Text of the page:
Apple Relies on iPhone
Published September 24, 2014
Julia Love – MCT Campus
Across the Bay Area and beyond, the Apple faithful rose before dawn Friday, lined up on the cold, hard concrete and then forked over hundreds of dollars — all so they could be first to own the iPhone 6.
What they might not have realized is that Apple needs them just as much as they feel they need the latest versions of its iconic phone.
Seven years after its debut, the iPhone has become the lifeblood of Apple. The pocket-size powerhouse already drives more than half of the company’s sales, and that figure is likely heading north. Outfitted with the larger screens that consumers crave, the iPhone 6 and 6 Plus sparked record pre-orders last week and flew off the shelves Friday. With sales for the rest of Apple’s gadgets largely flat, the company’s fortunes will rise and fall with the iPhone, analysts say.
As Colin Gillis of BGC Financial put it: Apple is the iPhone company.”
It’s an ironic turn for a company that began as a computer maker determined to be known for more than its flagship Mac. Apple dropped “Computer” from its name in 2007, the year the original iPhone was released, to cement the shift to a broader array of personal electronics.
To be sure, the iPhone is a great device to lean on _ it yields huge profits for Apple, and the global smartphone market is red hot. Nevertheless, analysts say, companies generally try to draw their sales from various products to hedge against risk.
“It’s dangerous to have all your eggs in one basket,” said Roger May of Endpoint Technologies Associates.
What’s more, growth in the smartphone market is increasingly coming from the lower end, but the iPhone is getting pricier.
The iPhone 6 Plus starts at $299 with a two-year contract -— $100 more than Apple’s marquee device last year.
“If the premium space slows down, that would be negative for Apple because they are so dependent on the iPhone,” Gillis said.
Yet for some consumers, Apple must simply name its price. The company announced that it received a record 4 million pre-orders for the iPhone 6 and 6 Plus on the first day they were available, twice the volume it reported for the iPhone 5.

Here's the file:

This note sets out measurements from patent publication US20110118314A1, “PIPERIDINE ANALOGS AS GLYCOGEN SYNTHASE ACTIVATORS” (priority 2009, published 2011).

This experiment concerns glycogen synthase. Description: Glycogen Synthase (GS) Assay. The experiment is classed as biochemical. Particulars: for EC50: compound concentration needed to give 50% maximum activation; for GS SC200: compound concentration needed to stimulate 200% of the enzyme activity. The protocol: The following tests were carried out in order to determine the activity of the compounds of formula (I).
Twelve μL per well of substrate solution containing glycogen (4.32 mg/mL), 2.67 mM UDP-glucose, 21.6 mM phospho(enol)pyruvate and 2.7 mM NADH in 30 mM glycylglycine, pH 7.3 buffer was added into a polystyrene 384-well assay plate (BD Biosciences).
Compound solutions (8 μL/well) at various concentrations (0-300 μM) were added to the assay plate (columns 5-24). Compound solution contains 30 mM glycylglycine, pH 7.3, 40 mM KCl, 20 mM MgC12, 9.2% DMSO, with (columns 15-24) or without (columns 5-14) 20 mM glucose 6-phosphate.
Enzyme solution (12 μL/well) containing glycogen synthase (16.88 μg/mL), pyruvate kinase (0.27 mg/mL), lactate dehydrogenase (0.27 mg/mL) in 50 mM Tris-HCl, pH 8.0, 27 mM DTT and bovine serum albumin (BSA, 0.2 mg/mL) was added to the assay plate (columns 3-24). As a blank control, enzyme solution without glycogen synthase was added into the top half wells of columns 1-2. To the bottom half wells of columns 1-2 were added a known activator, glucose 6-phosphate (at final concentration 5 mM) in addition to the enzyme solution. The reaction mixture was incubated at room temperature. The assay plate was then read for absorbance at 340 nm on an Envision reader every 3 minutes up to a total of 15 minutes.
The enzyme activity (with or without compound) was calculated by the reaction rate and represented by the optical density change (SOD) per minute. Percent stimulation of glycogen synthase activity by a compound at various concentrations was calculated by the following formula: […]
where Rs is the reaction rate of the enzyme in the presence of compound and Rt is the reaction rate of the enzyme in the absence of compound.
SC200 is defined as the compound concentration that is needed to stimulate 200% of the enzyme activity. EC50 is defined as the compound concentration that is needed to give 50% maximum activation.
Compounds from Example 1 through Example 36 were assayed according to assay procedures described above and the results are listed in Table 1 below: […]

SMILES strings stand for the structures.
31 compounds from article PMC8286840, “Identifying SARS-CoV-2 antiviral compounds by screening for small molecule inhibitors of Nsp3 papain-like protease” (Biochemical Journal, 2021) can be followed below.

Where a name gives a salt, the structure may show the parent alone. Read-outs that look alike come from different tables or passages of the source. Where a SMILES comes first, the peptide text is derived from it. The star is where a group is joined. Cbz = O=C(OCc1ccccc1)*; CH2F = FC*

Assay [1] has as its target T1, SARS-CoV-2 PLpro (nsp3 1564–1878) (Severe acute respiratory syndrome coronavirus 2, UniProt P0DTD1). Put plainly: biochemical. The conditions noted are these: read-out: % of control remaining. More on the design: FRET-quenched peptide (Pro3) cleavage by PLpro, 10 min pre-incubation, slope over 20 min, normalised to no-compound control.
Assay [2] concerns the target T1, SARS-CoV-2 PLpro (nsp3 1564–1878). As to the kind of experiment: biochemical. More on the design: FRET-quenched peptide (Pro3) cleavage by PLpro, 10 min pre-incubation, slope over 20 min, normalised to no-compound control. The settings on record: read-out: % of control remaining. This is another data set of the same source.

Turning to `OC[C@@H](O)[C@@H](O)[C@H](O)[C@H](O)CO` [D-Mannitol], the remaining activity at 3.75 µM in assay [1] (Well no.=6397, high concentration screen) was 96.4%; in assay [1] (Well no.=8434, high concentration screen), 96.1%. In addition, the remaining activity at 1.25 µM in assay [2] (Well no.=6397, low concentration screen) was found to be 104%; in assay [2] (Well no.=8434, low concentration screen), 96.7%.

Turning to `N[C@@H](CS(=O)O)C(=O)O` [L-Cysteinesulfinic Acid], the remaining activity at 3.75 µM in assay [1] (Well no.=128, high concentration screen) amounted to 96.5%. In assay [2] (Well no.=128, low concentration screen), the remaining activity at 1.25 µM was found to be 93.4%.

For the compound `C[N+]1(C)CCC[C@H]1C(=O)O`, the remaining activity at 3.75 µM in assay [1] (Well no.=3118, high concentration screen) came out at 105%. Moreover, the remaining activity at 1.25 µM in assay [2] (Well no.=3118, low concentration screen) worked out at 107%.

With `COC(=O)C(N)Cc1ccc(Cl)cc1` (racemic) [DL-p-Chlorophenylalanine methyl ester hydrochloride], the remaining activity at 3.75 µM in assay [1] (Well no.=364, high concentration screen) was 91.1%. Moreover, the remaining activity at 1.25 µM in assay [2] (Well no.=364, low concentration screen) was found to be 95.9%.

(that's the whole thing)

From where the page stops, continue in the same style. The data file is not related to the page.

Some of those sales may be coming at the iPad’s expense. As smartphones expand and tablets shrink, analysts suspect that many consumers will not see the need to lug both devices around.
The iPad Mini seems particularly vulnerable, measuring 7.9 inches diagonally, compared with the 5.5-inch display of the iPhone 6 Plus.
Yet Apple probably isn’t afraid of cannibalizing sales of the Mini, said analyst Gene Munster, noting that the company gleans much more profit from sales of its premium iPhone.
“They would rather sell you one iPhone 6 Plus than an iPhone and an iPad,” said Munster, who is a managing director at research firm Piper Jaffray.
And strong iPhone sales could bode well for other gadgets in Apple’s portfolio. The iPhone is designed to work best with other Apple devices, perhaps enticing consumers who start with the smartphone to rack up more products.
After introducing the latest iPhones last week at a flashy event in Cupertino, Apple executives rolled out Apple Pay, a mobile payments service, and the Apple Watch, a timepiece that tracks users’ fitness.
Yet despite the new offerings, the iPhone’s dominance doesn’t seem to be letting up anytime soon. The Apple Pay service is built into the latest iPhones as well as the smartwatch.
And Apple Watch users must have an iPhone on their person to take advantage of most of the timepiece’s features.
“You can’t have either of them without the iPhone, plain and simple,” said Ramon Llamas, an analyst at technology research firm IDC.